The legend states that this deity is named after Lord Madheswara in Madheswara Hill (Chamrajnagar, Karnataka). Whenever cows fell ill or refused to give milk people used to take the cows to a Saint in the hill temple for they believed they will be cured. It was in the same belief that this temple was established. The temple is about 300 years old and it is said that the Hindu soldiers of Tipu Sultan established the temple for worship. However there are many who state that the temple must have been established 300 years ago for the rulers of Mysore had been governing Coimbatore from the seventeenth century. The practice of donating animals like cows to the temple have been part of our culture. Taking cattle to a temple was kind of a thanksgiving. A temple was considered to be full fledged if it had cows in its premises.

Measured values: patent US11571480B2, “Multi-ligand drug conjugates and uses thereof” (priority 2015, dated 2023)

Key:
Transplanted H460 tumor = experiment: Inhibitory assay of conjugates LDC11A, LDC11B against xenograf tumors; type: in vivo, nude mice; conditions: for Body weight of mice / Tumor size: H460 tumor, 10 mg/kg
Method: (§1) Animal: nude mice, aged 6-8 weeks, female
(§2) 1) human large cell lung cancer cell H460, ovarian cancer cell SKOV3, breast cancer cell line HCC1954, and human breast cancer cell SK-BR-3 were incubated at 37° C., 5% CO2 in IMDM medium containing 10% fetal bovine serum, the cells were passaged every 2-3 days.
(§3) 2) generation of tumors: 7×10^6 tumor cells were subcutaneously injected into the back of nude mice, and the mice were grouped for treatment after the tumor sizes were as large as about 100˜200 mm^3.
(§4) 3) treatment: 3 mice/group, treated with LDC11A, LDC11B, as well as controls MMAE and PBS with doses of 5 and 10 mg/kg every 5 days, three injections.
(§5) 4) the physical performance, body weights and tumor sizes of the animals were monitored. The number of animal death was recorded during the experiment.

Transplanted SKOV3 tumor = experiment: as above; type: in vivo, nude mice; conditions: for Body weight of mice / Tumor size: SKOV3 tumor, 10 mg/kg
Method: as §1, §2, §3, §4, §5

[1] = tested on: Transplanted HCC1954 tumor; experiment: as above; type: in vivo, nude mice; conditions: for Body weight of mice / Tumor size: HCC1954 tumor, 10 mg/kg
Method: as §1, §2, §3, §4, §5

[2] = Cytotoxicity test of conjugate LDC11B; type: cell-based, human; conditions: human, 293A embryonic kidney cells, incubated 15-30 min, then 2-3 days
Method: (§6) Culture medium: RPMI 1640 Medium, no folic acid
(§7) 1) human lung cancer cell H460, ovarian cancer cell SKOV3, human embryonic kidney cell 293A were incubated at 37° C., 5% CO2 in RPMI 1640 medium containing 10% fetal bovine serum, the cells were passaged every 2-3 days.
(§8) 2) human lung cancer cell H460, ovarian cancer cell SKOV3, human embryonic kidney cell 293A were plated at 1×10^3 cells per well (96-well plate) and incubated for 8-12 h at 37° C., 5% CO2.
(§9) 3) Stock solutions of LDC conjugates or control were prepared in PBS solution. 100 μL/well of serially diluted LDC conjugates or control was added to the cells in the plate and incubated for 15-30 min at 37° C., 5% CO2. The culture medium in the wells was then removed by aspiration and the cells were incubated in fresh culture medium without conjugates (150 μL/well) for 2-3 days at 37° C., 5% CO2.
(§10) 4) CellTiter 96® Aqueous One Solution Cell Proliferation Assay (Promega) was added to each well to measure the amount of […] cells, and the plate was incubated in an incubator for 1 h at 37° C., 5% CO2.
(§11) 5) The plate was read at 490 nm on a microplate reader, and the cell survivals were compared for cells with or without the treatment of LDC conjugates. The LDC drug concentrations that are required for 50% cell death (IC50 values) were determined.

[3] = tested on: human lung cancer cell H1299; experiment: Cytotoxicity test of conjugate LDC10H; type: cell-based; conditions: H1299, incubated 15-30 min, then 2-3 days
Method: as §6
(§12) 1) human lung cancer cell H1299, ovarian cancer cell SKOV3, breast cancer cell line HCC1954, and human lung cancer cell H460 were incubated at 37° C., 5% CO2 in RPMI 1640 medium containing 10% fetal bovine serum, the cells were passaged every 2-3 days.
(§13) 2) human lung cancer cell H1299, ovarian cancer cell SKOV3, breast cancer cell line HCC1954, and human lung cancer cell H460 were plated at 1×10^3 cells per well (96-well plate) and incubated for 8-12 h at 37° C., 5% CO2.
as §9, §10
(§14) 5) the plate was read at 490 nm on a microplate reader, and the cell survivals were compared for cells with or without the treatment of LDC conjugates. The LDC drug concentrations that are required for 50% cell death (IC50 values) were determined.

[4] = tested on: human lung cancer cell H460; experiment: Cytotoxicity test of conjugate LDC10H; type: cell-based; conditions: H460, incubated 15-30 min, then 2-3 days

Lord Madheswaran is offered all kinds of worship and alankarams. However the Raja Alankaram is famous here. All the routine festivals connected with temples associated with Lord Shiva are celebrated here. Lord Madheswara is considered to be the guardian of the livestock in this part of the country. A number of big farmers in Vedapatti, Sundapalayam, Ondipudur, Vellakinaru, Thudiyalur, Singanallur used to bring their cows here on Maattu Pongal. B.Rangaswamy Naidu of Rajalakshmi Mills was among the largest urban owner of milch animals, for he used to own 1800 cows and bulls at one point of time. His farm used to have the best stock of good quality ploughshares. Industrialists R.Venkataswamy Naidu, G.R.Govindarajulu and others had some of the best looking cows in Coimbatore. Sugantha Devaraj of Race Course, known for her green thumb used to have a number of cows in Race Course until recently. She continues to look after her apartment building with utmost care and she is a role model for many.